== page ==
• without it OSS in business still has a big FAIL stamped on it's forehead.

      What you really mean to say is that, without this specific tool, you'd have to change some of your business processes in order to use different software. The funny thing is that it's a different tool for each person who makes this complaint.

      It's perfectly possible to use FOSS to support running pretty much any business. The only real exception is where the business itself is to produce data in proprietary file formats - i.e. acting a

      • by timmarhy (659436)
        I've worked in many industries and without fail they all have a requirement for automated generation of reports based on database information.

        reporting sevrices provides a really good tool for this, and OSS has no answer to it. it'd be nice if there was one.

        • Re: (Score:3, Funny)

          by DNS-and-BIND (461968)
          No way, man! Do you know how boring that would be to develop? What we really need is transparency and alpha channel blending effects. And skins! There is a serious dearth of quality skins for mplayer!
        • I've worked in many industries and without fail they all have a requirement for automated generation of reports based on database information.
          reporting sevrices provides a really good tool for this, and OSS has no answer to it.

          There are quite a lot of OSS database reporting tools (or generic reporting tools that can be used with databases and other information sources). What specific features do you think business needs that are not provided by any of the existing open source reporting tools?

    • I don't know MS Reporting Services, so I don't know if they are on par with it, but there are several free reporting tools available already, like BIRT, JasperReports, iReport, OpenReports, Pentaho, SpagoBI, etc. Did you have a look at them ?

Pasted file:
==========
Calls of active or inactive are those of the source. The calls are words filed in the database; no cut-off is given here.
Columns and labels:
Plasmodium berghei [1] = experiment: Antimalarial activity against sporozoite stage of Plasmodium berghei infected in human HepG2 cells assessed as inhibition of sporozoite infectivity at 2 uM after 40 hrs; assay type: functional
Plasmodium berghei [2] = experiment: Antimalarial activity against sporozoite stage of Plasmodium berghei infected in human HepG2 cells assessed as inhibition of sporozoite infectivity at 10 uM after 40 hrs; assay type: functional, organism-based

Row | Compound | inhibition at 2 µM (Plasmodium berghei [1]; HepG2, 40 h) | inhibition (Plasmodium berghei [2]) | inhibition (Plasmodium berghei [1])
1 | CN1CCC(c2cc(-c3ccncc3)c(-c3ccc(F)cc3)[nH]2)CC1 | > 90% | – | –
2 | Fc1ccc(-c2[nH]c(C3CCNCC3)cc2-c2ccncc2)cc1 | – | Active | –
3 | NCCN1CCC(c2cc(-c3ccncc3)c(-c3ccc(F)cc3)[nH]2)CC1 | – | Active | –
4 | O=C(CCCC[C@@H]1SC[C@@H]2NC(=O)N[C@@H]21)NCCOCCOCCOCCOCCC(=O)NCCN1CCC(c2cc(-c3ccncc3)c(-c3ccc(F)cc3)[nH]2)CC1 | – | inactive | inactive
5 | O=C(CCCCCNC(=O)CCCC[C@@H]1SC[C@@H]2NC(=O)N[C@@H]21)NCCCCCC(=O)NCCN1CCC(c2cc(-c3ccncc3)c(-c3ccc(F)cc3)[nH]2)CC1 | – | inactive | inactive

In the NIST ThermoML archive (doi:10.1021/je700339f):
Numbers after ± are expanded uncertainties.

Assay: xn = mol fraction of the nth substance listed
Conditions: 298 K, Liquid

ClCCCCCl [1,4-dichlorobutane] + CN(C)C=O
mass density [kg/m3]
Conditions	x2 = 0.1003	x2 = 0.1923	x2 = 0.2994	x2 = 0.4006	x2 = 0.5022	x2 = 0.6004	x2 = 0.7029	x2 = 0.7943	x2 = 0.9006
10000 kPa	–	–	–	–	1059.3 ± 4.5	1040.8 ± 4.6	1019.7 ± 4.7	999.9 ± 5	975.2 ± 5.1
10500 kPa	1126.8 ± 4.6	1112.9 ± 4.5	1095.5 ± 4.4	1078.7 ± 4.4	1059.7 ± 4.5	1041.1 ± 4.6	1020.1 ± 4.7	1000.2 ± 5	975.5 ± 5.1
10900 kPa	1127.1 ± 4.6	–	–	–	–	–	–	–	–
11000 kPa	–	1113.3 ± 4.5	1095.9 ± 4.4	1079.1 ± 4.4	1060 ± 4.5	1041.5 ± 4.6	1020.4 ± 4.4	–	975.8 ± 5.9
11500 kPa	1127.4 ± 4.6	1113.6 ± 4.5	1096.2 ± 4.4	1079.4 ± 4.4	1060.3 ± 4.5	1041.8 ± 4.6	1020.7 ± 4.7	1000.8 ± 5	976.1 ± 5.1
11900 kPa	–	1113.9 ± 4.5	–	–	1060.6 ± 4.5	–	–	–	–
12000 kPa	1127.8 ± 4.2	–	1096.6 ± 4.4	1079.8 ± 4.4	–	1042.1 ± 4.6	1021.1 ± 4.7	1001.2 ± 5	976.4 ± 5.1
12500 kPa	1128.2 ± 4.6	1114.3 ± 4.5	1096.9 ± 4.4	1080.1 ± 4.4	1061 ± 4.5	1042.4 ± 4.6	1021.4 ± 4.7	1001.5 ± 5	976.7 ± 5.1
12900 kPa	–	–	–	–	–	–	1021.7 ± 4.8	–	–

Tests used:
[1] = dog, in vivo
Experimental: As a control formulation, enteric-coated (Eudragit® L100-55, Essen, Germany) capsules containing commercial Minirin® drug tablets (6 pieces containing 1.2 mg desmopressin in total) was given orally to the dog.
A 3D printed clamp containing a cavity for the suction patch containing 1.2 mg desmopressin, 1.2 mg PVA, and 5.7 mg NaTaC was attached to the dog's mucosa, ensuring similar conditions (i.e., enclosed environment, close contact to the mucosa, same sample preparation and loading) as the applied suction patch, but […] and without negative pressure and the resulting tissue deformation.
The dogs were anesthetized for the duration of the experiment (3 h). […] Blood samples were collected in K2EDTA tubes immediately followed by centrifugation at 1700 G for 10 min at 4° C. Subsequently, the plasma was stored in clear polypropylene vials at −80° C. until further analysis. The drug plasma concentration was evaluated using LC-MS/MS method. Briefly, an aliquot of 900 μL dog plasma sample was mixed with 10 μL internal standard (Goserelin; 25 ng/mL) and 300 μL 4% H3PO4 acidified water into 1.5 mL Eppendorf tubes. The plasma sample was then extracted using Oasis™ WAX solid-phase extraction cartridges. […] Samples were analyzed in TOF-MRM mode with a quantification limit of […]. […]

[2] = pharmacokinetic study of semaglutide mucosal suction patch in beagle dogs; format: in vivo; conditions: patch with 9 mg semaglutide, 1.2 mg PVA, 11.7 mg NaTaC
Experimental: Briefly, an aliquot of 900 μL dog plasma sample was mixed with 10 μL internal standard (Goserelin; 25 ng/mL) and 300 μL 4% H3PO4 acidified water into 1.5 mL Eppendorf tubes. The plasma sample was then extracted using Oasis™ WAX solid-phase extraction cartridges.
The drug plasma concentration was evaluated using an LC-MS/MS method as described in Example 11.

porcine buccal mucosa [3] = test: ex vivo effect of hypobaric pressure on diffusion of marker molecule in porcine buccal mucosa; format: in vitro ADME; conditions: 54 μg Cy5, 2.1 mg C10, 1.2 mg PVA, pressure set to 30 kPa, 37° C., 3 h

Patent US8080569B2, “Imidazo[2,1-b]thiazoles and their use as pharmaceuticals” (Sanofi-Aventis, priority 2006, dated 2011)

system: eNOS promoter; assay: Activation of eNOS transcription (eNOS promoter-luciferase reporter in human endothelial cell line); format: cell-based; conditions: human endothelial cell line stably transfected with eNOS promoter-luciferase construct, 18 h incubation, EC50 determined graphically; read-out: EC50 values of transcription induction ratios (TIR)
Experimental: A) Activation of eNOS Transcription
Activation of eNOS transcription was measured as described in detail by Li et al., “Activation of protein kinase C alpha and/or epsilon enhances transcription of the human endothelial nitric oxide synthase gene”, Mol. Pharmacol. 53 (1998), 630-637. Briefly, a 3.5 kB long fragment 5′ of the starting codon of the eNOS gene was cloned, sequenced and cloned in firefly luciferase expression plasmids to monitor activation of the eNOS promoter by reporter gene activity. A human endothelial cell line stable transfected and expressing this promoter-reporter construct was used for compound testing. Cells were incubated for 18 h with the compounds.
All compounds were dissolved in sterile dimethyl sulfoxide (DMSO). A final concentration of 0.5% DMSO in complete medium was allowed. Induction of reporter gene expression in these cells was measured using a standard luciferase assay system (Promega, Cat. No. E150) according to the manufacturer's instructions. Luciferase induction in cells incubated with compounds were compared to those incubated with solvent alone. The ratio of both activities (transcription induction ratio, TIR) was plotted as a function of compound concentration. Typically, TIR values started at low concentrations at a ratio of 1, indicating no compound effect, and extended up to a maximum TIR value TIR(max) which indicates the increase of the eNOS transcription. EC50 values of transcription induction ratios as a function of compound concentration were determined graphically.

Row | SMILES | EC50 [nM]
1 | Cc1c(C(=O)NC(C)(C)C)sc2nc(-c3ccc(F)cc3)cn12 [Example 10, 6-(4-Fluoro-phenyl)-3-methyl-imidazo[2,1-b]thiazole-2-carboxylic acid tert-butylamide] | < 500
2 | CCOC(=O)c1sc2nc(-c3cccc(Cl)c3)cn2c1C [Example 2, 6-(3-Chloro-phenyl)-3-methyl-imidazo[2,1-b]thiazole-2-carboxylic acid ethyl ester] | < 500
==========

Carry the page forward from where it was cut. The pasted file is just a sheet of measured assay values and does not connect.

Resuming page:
• My hope... (Score:4, Interesting)

    by bogaboga (793279) on Monday February 25, 2008 @11:47PM (#22554754)
    ...is that enough resources get geared to having KDE 4.1 as complete as can possibly be. Guys, KDE 4 rocks and can be made better. Go guys.
    • by Carewolf (581105)
      KDE 4.1 is scheduled for a release before summer. KDE 4.2 is more likely to benefit from SoC.
    • by neumayr (819083)
      It does not "rock". Not in any conceivable sense of the word.
      It may, at some point in the future (I'd guess in around 2 or 3 years), when some of the stuff they dreamed up actually gets implemented, but not now.
  • Awesome (Score:4, Interesting)

    by katterjohn (726348) on Tuesday February 26, 2008 @12:18AM (#22554920)
    I successfully participated last summer working with Nmap. Leslie (from Google) and Fyodor were wonderful to work with, and I hope I can get in again this year!

    Great job, Google!
  • Check out Gladex (Score:5, Interesting)

    by charlie763 (529636) on Tuesday February 26, 2008 @12:27AM (#22554974) Homepage